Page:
- Sexual Abuse – caregivers who have non-consensual sex with an elderly resident are guilty of sexual abuse. Any type of sexual contact with an elder who is unable to consent is also sexual abuse. This includes sexual assault, rape, sodomy, and taking nude pictures. Signs include unexplained STDs, genital infections, or bruises on genitals.
- Emotional Abuse – when a caregiver inflicts emotional pain and suffering on an elderly resident, this is emotional abuse. It can include verbal assaults, humiliation, threats, intimidation, yelling, and isolation. Symptoms of emotional abuse include suddenly becoming withdrawn, agitation, depression or anxiety.
- Neglect – refusing to properly care for an elderly person, dementia patient, or resident can be considered neglect. Neglect can include withholding food, improper supervision, failure to perform daily hygiene, or letting an incapacitated person sit in urine or excrement. Signs of neglect include unsanitary or hazardous living conditions, untreated bed sores, malnutrition, and dehydration.
- Abandonment – if a caregiver deserts an elderly or incapacitated senior, they are guilty of abandonment. Signs of abandonment include verbal reports of abandonment or finding an elderly patient alone in a public place or uncared for in a facility.
- Financial – financial abuse is one of the most common forms of elder abuse. It’s the illegal use of an elderly person’s money or property, and it includes forging checks, coercing an elderly person to sign documents, taking cash from them, and stealing possessions. Signs of financial abuse include changes in the bank account, seeing large amounts of money withdrawn, and changes to important documents, such as wills.
- Self-neglect – this form of abuse is when an elder engages in behaviors that threaten their own safety or health. This is most often seen with dementia patients and includes refusal to drink or eat, improper use of medications, and refusal to perform daily hygiene. Signs include sudden homelessness, living with dangerous conditions, failure to wear glasses or hearing aids, and living in unsanitary conditions.
The true costs of nursing home abuse
- Physical impact – The physical impact of nursing home abuse can be horrific. Patients may suffer from bed sores, lacerations, increased pain, nutrition and dehydration issues, sexually transmitted diseases, bruises, broken bones, and burns.
- Medical costs – The costs associated with treating the physical signs of abuse can be higher than many people realize, and may include hospitalizations, surgeries, and long-term disability care. Nursing home neglect and abuse costs $2.8 billion every year in Medicare hospital costs alone.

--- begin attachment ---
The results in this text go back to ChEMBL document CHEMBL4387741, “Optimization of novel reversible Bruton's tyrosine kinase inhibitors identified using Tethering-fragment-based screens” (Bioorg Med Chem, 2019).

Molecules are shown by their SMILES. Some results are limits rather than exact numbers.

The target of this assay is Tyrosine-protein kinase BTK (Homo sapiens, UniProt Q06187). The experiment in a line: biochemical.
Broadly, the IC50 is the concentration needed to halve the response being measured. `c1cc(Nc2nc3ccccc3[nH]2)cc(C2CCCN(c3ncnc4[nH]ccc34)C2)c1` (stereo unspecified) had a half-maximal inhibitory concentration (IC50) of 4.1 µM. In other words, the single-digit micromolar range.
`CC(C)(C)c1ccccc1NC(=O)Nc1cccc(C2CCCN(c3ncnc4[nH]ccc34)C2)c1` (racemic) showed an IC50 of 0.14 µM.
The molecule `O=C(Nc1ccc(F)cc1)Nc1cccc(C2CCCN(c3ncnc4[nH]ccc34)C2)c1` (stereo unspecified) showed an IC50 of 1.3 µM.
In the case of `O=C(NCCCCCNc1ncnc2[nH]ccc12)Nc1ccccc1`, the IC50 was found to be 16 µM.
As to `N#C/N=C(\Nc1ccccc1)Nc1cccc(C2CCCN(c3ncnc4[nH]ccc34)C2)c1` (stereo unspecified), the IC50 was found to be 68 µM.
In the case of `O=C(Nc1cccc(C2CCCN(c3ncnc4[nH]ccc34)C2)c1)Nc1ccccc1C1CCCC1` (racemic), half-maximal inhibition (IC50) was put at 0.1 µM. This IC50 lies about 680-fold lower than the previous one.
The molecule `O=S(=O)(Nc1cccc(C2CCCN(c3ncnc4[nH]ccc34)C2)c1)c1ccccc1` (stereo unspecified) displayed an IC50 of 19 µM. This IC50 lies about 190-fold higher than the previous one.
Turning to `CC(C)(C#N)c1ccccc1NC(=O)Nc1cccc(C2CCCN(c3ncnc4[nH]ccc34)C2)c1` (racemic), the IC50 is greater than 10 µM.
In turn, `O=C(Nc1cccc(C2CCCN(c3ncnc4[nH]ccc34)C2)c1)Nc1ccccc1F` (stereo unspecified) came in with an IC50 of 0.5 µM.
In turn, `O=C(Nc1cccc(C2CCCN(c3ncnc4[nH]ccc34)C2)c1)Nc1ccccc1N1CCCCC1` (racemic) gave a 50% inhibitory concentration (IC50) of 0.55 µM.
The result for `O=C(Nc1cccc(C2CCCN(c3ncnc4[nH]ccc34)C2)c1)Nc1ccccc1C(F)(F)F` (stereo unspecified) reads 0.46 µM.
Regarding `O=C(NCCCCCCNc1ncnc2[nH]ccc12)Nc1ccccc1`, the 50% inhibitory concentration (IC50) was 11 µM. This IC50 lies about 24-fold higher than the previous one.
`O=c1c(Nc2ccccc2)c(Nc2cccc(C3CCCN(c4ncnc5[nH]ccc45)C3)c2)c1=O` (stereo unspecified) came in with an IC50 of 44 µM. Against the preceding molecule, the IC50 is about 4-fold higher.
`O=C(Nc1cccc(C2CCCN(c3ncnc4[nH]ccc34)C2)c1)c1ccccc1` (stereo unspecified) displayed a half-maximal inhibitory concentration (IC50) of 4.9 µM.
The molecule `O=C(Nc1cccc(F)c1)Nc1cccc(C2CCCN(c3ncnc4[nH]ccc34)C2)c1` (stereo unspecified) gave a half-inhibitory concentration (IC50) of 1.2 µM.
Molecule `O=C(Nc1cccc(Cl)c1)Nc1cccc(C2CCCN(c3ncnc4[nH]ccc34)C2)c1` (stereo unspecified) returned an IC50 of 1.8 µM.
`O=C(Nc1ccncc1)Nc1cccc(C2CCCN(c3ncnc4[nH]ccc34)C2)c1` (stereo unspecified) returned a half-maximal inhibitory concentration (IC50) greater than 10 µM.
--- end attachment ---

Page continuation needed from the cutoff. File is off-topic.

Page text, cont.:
- Psychological trauma – the psychological impact of nursing home abuse cannot be overstated. Seniors who have suffered abuse may be more likely to suffer from depression, anxiety, and PTSD. Sadly, seniors who are already suffering from dementia are easy targets for abuse, thus further impacting their care and treatment.
- Financial losses – financial abuse costs Americans more than $2.6 billion every year. Seniors who have been financially abused by their care providers may suffer large economic losses for their businesses and their families. Any settlement should take into consideration any financial losses that were sustained as a result of the abuse.
You deserve fair compensation
If your loved one experienced nursing home abuse, you should not have to suffer financial consequences on top of the physical and emotional pain. Our legal team at McDivitt Law Firm chose to specialize in nursing home law because they’re passionate about defending the rights of Colorado residents.
We will only take your case if we think we can help. We work on contingency, which means we will fight to recover the greatest compensation for your case, and we only get a fee when we win for you.
Nursing home neglect frequently asked questions
It’s a terrifying experience to think your loved one is being abused or neglected. If you believe that your loved one is a victim of nursing home neglect, contact an attorney immediately to determine your next course of action.
Nursing home neglect cases can take months or years to fully resolve. These are complex cases that are not usually resolved quickly. When you meet with your attorney, they will be able to provide you with more details and review all of your legal options.
- The length the abuse continued
- The type of abuse inflicted
- Types of injuries sustained
- Future medical costs
- Present medical costs
- Pain and suffering
Results & case studies
We’re there when you need us
If your loved one has suffered abuse or neglect in a nursing home or care facility in Colorado, you need an experienced and compassionate Colorado nursing home neglect law firm on your side. Our nursing home abuse and negligence team will help ensure that the nursing home is held accountable for its neglect or abuse and that your loved one is compensated for injuries or illness. At McDivitt Law Firm, we have offices conveniently located throughout Greater Colorado. With offices in Downtown Colorado Springs, Denver, and Pueblo, our attorneys are ready to assist you in a moment’s notice.